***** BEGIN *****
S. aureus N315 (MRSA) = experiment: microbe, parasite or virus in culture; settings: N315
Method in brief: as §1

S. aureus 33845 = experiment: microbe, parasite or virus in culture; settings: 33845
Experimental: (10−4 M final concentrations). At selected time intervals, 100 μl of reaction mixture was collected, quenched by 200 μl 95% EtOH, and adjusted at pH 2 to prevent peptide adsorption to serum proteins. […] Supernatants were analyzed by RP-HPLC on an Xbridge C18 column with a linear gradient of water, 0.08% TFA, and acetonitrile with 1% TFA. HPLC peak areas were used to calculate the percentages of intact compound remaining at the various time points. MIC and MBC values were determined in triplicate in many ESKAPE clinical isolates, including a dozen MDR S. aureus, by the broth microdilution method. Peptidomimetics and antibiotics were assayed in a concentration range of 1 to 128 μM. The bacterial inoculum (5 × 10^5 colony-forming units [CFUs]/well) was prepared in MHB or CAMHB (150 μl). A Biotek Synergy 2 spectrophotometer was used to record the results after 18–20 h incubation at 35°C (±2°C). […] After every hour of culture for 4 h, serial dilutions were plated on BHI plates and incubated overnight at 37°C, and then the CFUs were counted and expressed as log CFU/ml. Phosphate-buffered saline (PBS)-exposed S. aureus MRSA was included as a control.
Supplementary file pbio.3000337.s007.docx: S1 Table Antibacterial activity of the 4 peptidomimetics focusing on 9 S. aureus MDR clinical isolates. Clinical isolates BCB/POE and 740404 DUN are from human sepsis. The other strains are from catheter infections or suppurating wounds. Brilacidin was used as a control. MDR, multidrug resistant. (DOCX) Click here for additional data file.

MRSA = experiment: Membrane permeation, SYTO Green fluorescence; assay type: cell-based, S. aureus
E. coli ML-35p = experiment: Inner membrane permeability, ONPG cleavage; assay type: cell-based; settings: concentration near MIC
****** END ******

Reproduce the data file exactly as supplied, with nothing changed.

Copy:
S. aureus N315 (MRSA) = experiment: microbe, parasite or virus in culture; settings: N315
Method in brief: as §1

S. aureus 33845 = experiment: microbe, parasite or virus in culture; settings: 33845
Experimental: (10−4 M final concentrations). At selected time intervals, 100 μl of reaction mixture was collected, quenched by 200 μl 95% EtOH, and adjusted at pH 2 to prevent peptide adsorption to serum proteins. […] Supernatants were analyzed by RP-HPLC on an Xbridge C18 column with a linear gradient of water, 0.08% TFA, and acetonitrile with 1% TFA. HPLC peak areas were used to calculate the percentages of intact compound remaining at the various time points. MIC and MBC values were determined in triplicate in many ESKAPE clinical isolates, including a dozen MDR S. aureus, by the broth microdilution method. Peptidomimetics and antibiotics were assayed in a concentration range of 1 to 128 μM. The bacterial inoculum (5 × 10^5 colony-forming units [CFUs]/well) was prepared in MHB or CAMHB (150 μl). A Biotek Synergy 2 spectrophotometer was used to record the results after 18–20 h incubation at 35°C (±2°C). […] After every hour of culture for 4 h, serial dilutions were plated on BHI plates and incubated overnight at 37°C, and then the CFUs were counted and expressed as log CFU/ml. Phosphate-buffered saline (PBS)-exposed S. aureus MRSA was included as a control.
Supplementary file pbio.3000337.s007.docx: S1 Table Antibacterial activity of the 4 peptidomimetics focusing on 9 S. aureus MDR clinical isolates. Clinical isolates BCB/POE and 740404 DUN are from human sepsis. The other strains are from catheter infections or suppurating wounds. Brilacidin was used as a control. MDR, multidrug resistant. (DOCX) Click here for additional data file.

MRSA = experiment: Membrane permeation, SYTO Green fluorescence; assay type: cell-based, S. aureus
E. coli ML-35p = experiment: Inner membrane permeability, ONPG cleavage; assay type: cell-based; settings: concentration near MIC